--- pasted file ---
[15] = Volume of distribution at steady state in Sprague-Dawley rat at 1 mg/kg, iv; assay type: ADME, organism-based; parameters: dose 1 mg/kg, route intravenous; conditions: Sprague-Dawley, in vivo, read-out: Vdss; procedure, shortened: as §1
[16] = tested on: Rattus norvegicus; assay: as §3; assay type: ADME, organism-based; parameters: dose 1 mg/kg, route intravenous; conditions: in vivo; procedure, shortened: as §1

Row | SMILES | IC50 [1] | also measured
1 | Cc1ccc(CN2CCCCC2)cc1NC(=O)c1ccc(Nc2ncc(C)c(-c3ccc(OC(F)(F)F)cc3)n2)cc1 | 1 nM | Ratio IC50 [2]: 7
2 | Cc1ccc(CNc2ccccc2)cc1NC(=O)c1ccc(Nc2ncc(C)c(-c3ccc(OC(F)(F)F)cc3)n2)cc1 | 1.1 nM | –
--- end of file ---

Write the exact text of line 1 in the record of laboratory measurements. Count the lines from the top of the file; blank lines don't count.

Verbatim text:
[15] = Volume of distribution at steady state in Sprague-Dawley rat at 1 mg/kg, iv; assay type: ADME, organism-based; parameters: dose 1 mg/kg, route intravenous; conditions: Sprague-Dawley, in vivo, read-out: Vdss; procedure, shortened: as §1